In the future, you may have to handle it yourself through phone calls home, in-class time-outs, and lunch detentions. Even though my principal is supportive, I almost NEVER send a student to her because it also causes me to lose my authority in the classroom if I have to defer to the principal. (also because she has so many other problems to deal with, and any discipline she is likely to dish out probably isn't as good as something I could do myself)
     
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  9. Joy

    Joy Cohort

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    I should have dealt with it because I wouldn't have allowed an excuse like that. I really regret it! This is the first kid I've sent to the principal all year and I felt that I should be able to do that. I've never thought about sending kids meaning that you could lose your authority. That will be a good way for me to think about it. I guess in my mind the ultimate punishment is getting sent to the office. I've dealt with all of his behaviors this year and felt that it was time for a greater consequence. I never would have thought it would just come back being my fault!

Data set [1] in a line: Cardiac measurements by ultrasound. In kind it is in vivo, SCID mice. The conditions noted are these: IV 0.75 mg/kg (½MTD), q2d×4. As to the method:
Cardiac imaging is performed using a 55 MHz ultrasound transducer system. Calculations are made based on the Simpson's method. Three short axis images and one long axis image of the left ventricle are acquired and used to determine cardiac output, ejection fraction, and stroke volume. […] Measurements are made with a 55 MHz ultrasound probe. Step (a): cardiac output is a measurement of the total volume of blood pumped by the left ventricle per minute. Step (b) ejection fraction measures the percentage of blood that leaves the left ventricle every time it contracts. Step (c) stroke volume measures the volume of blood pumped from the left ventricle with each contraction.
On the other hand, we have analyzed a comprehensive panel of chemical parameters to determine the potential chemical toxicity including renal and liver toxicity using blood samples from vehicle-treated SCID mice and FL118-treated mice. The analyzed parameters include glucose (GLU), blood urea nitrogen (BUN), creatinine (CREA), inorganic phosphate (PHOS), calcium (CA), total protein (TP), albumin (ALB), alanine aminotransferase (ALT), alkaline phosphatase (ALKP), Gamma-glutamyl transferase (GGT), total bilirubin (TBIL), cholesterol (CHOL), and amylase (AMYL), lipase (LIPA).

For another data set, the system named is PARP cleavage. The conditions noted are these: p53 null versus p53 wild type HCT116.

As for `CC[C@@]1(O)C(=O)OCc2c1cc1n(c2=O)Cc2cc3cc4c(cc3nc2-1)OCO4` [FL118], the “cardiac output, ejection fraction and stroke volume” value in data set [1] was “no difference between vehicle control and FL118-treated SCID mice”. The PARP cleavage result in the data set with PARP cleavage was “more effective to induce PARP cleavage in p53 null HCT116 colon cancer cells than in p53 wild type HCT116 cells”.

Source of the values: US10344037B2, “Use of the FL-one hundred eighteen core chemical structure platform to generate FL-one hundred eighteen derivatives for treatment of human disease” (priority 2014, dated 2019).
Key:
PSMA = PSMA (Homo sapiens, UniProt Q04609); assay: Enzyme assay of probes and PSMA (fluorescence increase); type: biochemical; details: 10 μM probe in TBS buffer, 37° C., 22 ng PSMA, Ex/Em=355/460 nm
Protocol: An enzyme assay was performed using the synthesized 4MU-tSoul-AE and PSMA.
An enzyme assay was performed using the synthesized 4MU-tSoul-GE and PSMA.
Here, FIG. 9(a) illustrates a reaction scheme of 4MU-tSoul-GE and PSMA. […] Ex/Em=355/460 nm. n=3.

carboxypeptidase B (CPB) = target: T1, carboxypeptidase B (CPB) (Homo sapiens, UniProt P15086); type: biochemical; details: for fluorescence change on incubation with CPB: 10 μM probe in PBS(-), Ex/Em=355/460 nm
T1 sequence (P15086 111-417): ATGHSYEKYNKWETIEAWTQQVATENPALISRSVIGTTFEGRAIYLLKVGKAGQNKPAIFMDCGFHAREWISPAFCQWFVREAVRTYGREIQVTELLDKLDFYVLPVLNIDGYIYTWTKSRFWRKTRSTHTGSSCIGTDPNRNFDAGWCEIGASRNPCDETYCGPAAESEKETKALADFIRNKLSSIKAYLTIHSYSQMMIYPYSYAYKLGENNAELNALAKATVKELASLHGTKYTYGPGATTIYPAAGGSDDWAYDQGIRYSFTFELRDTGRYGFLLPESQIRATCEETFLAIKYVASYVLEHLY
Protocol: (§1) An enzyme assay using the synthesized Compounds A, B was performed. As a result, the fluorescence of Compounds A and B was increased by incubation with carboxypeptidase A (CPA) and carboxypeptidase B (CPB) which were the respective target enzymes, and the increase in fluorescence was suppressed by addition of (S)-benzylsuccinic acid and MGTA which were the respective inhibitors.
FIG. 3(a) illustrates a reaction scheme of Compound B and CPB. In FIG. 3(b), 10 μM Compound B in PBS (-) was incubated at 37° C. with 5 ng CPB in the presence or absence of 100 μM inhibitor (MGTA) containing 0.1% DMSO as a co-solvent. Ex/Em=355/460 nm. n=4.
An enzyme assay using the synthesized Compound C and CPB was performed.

10. Peregrin5

    Peregrin5 Maven

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    I personally know that getting sent to the principal is not the ultimate punishment, but I generally talk it up like it is, and the fact that I pretty much never use it makes kids believe it. In my case, my principal will actually do something (all she can really do is conference with the parent and the parent knows its serious because the principal is calling) and she doesn't put up with that kind of excuse, so maybe you don't want to play that up, because if you end up doing it and it's as useless as it is this time, you've lost your ultimate weapon.